We are likely to see more of this as technology picks up pace.

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Silent Generation, traditionalists or third age adults​

The Silent Generation is the demographic cohort that was born roughly from the mid-1920s to the early-to-mid 1940s. It precedes the baby boomer generation.
 
The Third Age is considered by many to be the ‘golden years’ of adulthood. It is generally defined as the span of time between retirement and the beginning of age-imposed physical, emotional, and cognitive limitations, and today would roughly fall between the ages of 65 and 80+. This is a period of adulthood when typically there are fewer responsibilities (e.g., career and family-rearing) than before and, when coupled with adequate financial resources and good physical and psychological health, offers rich possibilities for self-fulfilment, purposeful engagement, and completion. ​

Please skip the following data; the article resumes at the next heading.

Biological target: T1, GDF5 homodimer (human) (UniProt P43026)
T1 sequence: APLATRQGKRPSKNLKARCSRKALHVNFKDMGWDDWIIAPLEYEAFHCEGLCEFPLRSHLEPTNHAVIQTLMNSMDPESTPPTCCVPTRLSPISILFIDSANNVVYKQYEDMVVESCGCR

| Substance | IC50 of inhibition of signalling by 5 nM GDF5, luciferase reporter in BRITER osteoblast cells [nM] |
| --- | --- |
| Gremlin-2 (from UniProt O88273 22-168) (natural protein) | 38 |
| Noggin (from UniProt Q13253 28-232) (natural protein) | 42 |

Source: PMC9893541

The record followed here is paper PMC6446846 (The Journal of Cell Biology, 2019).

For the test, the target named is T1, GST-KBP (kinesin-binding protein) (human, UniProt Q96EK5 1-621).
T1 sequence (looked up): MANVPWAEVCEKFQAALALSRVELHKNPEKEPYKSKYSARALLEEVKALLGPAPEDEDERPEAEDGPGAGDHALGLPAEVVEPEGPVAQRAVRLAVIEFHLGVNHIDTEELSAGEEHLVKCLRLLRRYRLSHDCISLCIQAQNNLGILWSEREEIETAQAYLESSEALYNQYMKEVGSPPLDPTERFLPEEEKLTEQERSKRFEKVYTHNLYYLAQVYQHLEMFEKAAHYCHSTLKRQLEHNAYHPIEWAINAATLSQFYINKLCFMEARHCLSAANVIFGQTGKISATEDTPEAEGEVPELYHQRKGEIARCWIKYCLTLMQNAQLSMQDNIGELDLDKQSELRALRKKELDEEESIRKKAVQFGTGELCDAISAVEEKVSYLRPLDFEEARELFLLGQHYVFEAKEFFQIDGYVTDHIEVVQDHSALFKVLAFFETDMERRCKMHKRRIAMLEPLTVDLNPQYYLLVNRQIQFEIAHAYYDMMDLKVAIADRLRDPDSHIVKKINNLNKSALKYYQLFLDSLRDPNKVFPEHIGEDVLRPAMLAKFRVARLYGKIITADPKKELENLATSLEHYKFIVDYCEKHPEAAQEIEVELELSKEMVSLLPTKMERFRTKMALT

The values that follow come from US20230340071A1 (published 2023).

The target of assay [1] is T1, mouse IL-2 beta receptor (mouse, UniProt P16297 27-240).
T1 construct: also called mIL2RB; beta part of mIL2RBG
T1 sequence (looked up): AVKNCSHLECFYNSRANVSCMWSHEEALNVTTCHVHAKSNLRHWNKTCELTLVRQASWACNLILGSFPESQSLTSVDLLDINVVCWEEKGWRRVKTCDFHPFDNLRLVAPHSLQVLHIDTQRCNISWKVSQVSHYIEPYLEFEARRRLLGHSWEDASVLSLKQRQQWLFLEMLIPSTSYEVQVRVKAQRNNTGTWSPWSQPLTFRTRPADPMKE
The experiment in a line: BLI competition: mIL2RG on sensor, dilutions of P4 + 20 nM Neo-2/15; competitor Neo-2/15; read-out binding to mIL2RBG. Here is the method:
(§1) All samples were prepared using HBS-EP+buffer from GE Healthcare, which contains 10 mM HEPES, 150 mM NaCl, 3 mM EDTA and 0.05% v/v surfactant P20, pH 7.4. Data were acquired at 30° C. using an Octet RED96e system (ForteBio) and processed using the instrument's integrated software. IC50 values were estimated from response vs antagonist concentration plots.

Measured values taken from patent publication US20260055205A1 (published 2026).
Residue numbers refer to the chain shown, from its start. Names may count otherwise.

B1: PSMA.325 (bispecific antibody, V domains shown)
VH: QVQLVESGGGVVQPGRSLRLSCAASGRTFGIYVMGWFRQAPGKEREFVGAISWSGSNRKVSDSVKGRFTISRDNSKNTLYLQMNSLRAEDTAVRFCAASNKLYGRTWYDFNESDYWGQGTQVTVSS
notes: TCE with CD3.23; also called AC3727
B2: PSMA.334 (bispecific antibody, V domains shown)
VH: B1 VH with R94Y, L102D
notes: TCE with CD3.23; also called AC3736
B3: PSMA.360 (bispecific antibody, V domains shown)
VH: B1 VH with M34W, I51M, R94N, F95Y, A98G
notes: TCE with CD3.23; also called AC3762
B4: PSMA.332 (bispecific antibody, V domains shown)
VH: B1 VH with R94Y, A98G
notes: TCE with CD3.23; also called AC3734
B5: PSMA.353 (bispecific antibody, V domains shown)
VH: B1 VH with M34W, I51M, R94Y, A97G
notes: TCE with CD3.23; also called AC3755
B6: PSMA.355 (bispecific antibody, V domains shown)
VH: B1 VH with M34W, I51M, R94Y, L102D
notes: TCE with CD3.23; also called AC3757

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Singularity (Technological Singularity)​​​

This is the idea that at some stage, machines will become more intelligent than humans, through the creation of ever more powerful self-improvement cycles. 

Having created their own “super-intelligence” the idea is that machines will ultimately dominate humans, challenging humanity as we know it. 

Whether this will happen is a matter of opinion, of course, but certainly it’s something that preys on the minds of luminaries like Dr. Stephen Hawking and Elon Musk. ​

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Transhumanism​​​​

Transhumanism (abbreviated as H+ or h+) is an international intellectual movement that aims to transform the human condition by developing and making widely available sophisticated technologies to greatly enhance human intellect and physiology.  

Ray Kurzweil, Peter Thiel and Peter Diamandis are all transhumanists. ​

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Triple bottom line​​​​​